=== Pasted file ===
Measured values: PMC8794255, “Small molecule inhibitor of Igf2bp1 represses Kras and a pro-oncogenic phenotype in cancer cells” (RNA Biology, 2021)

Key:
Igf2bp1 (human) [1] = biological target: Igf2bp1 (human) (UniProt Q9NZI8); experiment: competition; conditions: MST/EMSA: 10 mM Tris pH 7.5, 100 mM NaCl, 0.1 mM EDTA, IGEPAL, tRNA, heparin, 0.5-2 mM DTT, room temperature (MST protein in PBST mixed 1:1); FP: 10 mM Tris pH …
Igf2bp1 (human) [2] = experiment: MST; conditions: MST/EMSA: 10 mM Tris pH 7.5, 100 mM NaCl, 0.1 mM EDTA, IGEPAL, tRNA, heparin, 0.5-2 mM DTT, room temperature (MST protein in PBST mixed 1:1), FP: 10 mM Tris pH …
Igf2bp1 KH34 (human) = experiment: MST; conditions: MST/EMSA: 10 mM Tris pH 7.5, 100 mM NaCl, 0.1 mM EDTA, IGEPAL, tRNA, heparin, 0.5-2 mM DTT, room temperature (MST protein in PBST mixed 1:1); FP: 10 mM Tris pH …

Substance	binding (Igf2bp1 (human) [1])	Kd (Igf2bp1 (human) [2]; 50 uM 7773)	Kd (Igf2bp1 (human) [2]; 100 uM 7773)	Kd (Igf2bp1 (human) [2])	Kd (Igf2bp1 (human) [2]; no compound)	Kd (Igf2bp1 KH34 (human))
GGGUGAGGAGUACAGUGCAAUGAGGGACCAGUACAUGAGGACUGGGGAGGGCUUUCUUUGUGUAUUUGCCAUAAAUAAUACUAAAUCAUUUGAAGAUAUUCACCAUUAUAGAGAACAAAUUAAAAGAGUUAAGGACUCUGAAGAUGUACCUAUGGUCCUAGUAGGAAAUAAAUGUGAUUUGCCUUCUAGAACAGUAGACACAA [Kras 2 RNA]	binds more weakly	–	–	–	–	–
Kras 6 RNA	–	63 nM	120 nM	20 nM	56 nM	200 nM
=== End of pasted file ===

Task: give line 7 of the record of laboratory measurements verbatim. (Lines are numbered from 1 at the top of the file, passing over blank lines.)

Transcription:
GGGUGAGGAGUACAGUGCAAUGAGGGACCAGUACAUGAGGACUGGGGAGGGCUUUCUUUGUGUAUUUGCCAUAAAUAAUACUAAAUCAUUUGAAGAUAUUCACCAUUAUAGAGAACAAAUUAAAAGAGUUAAGGACUCUGAAGAUGUACCUAUGGUCCUAGUAGGAAAUAAAUGUGAUUUGCCUUCUAGAACAGUAGACACAA [Kras 2 RNA]	binds more weakly	–	–	–	–	–